this intriguing entrepreneurial species are alive and kicking. Some are simply naive, others are deeply misleading or harmful. You can't start your entrepreneurship training with these myths sitting on your back. So let's dispel the biggest of them that even some entrepreneurs themselves belief.
The first myth about entrepreneurship is that entrepreneurs are born, not made. Some people believe that there's an entrepreneurship gene. This is misguided and defeatist. There are concrete skills that increase the odds of entrepreneurial success, skills such as management, sales, and product consumption. These skills are not genetically gifted to a lucky few. They can be taught and learned, so don't let yourself be dazzled by the so-called entrepreneurship gene. This gene has not and will not be found.
The second myth about entrepreneurship is that all leaders are charismatic and their charisma is a key factor in success. These myths often revolve around famous entrepreneurs such as Bill Gates, Mark Zuckerberg, Steve Jobs, Richard Branson, and Bono. But more so than charisma, successful entrepreneurs exhibit characteristics such as vision, systematic thinking, strong analytic skills, a blend of humility and ambition, also known as "humbition," and outstanding, disciplined execution skills. Charisma on its own is not sustainable.
The third myth about entrepreneurship is that entrepreneurs love risk. In most cases it's quite the opposite. Most successful entrepreneurs don't enjoy gambling. Why would they? Why go to a casino where you have no control? Great entrepreneurs prefer intelligent risk-taking. They maneuver to remove as much risk as possible and only take calculated risks where they feel they have an advantage and can influence the outcome. It's all about managing risk and knowing what to do about it.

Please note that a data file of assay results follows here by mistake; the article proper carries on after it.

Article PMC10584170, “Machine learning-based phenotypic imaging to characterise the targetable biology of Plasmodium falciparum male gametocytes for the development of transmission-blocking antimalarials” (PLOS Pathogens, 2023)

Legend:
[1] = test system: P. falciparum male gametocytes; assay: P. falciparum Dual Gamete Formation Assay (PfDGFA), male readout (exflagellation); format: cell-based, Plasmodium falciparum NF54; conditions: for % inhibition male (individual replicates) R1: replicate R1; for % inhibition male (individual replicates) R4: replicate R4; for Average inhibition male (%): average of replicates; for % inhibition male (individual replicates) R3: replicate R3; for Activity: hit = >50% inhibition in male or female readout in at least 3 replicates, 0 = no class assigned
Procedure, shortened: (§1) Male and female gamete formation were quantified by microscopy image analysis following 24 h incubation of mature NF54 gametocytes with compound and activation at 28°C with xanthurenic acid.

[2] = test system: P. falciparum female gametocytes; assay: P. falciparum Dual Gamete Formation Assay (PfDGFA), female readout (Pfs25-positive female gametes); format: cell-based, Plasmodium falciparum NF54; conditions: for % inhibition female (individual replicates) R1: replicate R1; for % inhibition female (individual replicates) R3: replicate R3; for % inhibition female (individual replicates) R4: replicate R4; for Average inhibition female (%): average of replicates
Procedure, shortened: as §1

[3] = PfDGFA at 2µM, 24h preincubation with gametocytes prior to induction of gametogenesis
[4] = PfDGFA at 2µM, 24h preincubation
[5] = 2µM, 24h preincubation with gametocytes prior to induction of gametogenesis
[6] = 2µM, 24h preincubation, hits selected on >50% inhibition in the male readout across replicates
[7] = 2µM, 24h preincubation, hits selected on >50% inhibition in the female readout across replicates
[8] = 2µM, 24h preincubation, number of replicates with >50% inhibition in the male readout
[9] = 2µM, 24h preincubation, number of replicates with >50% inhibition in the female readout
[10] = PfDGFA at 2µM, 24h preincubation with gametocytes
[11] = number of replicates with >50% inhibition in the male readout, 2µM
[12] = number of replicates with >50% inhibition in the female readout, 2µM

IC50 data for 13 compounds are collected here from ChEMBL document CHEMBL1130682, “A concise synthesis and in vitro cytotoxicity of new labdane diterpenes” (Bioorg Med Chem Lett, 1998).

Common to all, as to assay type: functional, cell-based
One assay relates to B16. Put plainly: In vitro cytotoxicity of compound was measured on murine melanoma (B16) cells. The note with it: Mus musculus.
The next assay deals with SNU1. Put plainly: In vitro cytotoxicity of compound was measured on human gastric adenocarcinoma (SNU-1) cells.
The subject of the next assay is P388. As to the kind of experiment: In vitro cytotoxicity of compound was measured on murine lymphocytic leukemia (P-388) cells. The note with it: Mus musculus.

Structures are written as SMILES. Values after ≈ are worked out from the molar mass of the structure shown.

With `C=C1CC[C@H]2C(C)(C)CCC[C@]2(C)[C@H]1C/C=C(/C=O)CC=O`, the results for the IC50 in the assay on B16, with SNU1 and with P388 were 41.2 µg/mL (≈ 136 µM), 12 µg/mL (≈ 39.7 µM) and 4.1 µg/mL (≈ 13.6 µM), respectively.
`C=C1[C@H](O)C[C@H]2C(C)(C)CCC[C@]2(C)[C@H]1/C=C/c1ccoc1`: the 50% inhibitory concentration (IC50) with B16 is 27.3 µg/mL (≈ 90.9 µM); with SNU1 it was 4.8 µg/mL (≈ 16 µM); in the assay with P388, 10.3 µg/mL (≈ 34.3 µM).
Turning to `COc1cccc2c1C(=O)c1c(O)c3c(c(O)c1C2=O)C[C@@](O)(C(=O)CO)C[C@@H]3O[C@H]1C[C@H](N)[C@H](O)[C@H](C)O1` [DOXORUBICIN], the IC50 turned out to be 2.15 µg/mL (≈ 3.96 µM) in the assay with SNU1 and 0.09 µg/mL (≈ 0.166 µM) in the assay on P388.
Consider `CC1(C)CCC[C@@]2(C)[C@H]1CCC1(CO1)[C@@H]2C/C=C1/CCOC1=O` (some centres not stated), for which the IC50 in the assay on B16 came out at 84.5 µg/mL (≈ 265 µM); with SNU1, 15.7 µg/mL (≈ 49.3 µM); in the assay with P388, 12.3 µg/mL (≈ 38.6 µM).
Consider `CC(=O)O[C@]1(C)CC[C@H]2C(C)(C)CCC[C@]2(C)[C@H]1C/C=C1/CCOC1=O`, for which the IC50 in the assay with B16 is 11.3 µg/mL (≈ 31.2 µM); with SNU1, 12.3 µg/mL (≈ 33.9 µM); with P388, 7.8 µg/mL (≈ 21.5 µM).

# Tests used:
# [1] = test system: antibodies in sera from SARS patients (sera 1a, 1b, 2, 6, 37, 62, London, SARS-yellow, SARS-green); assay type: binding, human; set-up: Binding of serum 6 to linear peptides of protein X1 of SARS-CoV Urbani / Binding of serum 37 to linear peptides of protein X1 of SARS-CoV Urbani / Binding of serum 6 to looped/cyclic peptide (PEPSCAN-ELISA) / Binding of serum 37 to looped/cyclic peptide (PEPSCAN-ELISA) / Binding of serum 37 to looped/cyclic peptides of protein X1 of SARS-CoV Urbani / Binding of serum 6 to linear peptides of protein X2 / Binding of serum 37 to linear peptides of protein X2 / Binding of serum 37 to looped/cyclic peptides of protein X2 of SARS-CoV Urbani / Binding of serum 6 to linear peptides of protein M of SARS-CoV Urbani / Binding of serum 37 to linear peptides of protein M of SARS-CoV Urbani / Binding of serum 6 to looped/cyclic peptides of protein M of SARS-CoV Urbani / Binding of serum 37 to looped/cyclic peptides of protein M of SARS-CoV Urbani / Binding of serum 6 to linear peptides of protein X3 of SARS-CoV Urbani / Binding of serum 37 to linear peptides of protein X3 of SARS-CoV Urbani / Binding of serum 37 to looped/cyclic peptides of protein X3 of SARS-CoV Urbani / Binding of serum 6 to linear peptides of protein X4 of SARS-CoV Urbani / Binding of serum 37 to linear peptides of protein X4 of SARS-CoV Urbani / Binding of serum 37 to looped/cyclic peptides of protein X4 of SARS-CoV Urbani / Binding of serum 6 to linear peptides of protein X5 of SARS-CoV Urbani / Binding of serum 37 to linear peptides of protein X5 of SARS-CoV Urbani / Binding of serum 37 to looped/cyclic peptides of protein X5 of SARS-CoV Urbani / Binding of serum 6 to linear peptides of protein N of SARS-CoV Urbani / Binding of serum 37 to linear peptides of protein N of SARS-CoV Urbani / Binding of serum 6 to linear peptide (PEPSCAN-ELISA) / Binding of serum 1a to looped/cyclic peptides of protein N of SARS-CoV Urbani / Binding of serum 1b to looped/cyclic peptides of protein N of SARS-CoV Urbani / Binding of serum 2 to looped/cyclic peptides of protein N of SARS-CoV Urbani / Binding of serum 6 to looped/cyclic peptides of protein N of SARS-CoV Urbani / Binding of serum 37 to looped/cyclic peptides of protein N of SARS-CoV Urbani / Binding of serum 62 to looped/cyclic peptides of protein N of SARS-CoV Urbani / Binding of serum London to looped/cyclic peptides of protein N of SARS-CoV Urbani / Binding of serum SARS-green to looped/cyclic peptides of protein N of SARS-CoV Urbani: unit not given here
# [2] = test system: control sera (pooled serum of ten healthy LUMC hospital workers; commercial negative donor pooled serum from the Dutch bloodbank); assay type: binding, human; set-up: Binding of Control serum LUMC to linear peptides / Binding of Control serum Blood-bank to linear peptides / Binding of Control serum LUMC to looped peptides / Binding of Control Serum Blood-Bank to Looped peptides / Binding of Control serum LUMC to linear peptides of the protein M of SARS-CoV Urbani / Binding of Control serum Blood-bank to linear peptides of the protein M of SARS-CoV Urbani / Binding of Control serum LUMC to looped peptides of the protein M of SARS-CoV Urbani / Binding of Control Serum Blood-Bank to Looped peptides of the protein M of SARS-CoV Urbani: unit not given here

The fourth myth about entrepreneurship is that individuals start companies. While the entrepreneur as a lone hero is a common narrative, it's just that, a narrative. If you peek behind the curtain of most success stories, you'll find a diversified team of people who believed in the vision from the onset, gave support, advised, encouraged and so on, who made it happen together. Teams start companies, and a bigger team can often increase the odds of success. So, building your dream team with more founders equals a better chance of success.
The fifth myth about entrepreneurship is that entrepreneurs are the smartest people in the room. This is often not the case. Entrepreneurs are highly unlikely to be the best in their class. This doesn't mean they're not smart. They are. It's just that they tend to focus on something that deeply fascinates them, and then go into hype-focused mode. As a result, their grades are a reflection of their interests. And as students, entrepreneurs are more likely to score one or two A pluses and the rest C's. Focus and dedication make for successful entrepreneurs.
The sixth myth about entrepreneurship is that entrepreneurs are undisciplined. On the contrary, successful entrepreneurs must have extreme self-discipline because they have few resources, no reputation, and a very finite amount of time in which to succeed. Entrepreneurs are the attackers against the defenders, that is established companies. As such, entrepreneurs must be more disciplined, not less.
I hope this few points will make for a clearer entrepreneurial pursuit.